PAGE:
A Faithful but Melancholy Account of Several Barbarities Lately Committed, by Jason Brown. Columbia, Missouri: Missouri Review Books, December 2019. 191 pages. $14.95, paper.
A family of prodigal sons and daughters scramble to pick up the pieces of their once revered and established New England family in the collection of linked stories, A Faithful but Melancholy Account of Several Barbarities Lately Committed by Jason Brown. The linked stories lay out the process and aftermath of the wreckage of families, legacies, relationships, and even a literal ship via poignant descriptions and metaphors that leave you feeling like you too live in this small town in Maine.
At the beginning of the collection, we are given the sense that the Howland family is established and wealthy, however we are soon shown the ways in which the family is deluded in their own importance as Brown shows us the financial troubles building up amongst the Howlands over generations such as when John Jacobs was just a teenager, his grandparents had no electricity and could hardly afford to feed themselves. Set in the midst of an economic recession, the book follows the Howland family as their relationships, family, and legacy deteriorates.
Our most common narrator, John Jacobs, has a distinct voice that is often sardonic, especially as he grows older. We watch in the first few stories as John is in awe of his grandfather and his family legacy, but as he grows older we see him lose faith in this grand story his ancestors have built up as he struggles with substance abuse. John Jacobs’ story is often told through the jobs he is in, starting as a mail carrier, then becoming a camp counselor at a camp for foster kids, and finally becoming a community college professor.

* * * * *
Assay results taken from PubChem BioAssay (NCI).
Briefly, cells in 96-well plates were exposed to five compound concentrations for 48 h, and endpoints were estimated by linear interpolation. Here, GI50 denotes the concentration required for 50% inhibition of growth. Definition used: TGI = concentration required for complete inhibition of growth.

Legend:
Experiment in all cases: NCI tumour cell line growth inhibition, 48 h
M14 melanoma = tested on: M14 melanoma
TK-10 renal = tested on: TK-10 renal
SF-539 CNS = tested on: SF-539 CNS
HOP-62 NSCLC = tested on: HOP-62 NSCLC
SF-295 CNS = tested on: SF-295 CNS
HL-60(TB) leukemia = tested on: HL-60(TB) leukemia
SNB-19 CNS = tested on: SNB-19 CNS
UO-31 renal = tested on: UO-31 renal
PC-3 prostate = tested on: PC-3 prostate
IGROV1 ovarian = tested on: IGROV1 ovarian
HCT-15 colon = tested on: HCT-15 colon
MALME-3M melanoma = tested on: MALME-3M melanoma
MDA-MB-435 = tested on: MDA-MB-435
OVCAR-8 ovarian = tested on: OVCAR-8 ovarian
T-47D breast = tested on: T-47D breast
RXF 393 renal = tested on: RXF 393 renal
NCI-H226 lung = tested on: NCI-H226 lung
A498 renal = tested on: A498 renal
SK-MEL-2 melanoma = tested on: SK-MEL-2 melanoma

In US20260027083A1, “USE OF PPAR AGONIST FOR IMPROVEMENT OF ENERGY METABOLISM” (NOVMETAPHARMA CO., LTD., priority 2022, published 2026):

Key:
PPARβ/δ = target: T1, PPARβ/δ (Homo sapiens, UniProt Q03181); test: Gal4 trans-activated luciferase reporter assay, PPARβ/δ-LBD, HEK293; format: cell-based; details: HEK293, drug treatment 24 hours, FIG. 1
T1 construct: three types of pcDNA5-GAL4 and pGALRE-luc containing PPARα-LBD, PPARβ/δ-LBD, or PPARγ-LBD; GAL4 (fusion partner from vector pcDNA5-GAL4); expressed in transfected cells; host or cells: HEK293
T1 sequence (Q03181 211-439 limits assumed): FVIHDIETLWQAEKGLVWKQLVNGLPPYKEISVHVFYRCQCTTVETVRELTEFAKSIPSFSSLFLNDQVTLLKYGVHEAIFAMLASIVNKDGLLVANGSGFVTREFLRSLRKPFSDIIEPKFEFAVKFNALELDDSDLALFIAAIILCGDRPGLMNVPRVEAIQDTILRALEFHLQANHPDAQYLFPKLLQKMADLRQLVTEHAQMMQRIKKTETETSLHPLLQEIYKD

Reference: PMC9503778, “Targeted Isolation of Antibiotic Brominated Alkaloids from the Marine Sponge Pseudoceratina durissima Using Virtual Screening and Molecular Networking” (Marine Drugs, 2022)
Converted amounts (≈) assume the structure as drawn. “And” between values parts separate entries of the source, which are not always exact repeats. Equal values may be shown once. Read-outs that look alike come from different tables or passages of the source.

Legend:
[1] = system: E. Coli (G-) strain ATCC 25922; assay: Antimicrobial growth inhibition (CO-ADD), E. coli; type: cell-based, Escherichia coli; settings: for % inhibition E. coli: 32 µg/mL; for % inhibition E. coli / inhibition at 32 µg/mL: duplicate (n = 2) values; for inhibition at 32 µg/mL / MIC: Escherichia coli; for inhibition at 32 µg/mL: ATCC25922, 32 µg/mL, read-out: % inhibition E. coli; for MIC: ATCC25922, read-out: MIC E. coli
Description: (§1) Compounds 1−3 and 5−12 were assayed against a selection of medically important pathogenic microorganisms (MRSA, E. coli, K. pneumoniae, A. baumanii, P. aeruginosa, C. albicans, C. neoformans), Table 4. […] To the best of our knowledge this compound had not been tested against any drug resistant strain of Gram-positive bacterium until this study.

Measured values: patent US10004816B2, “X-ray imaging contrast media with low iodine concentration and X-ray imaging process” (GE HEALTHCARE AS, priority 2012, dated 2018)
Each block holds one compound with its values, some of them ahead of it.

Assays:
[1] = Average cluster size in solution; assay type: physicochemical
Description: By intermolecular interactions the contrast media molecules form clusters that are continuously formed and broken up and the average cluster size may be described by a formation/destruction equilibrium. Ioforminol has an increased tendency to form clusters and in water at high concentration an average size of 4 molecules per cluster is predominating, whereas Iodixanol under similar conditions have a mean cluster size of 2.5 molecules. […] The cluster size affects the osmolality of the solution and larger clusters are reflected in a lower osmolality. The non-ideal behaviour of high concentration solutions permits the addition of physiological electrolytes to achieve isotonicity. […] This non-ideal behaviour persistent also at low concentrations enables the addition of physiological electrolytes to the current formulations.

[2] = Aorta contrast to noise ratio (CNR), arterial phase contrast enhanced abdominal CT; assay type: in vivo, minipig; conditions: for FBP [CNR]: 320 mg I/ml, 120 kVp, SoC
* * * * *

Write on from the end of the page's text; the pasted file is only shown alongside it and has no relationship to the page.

The linked stories from different points of view allow us to know the characters and henceforth the family from several different perspectives. Some stories, such as “The Last Voyage of Alice B Toklas” make us question the narrators from previous stories. In “The Last Voyage,” John Jacobs narrates as his grandfather John Stoughton tells a stranger the partially invented story of how the Howland family acquired John Updike’s stove, making us question Stoughton’s reliability in the previous story, “Instructions from the Living from the Condition of the Dead,” when John Stoughton narrates stories about his family and his time in the military.
John Jacobs even understands that the story was false, as seen when he said “Knowing that my grandfather had never even met John Updike didn’t matter to me. I believed the story of picking up the stove, though I knew it wasn’t true. Uncle Alden had once pointed out that the old man and Updike were not even at Harvard together—once he showed me the Red Book to prove it. Uncle Alden had gone to college briefly with a friend of John Updike’s son, which was how he had heard about the stove. He and my grandfather hadn’t even gone to Pride’s Crossing—they’d picked the stove up at a garage in Ipswich,” and John Jacobs’ keeping his grandfather’s secret from the others puts John Stoughton’s stories into question.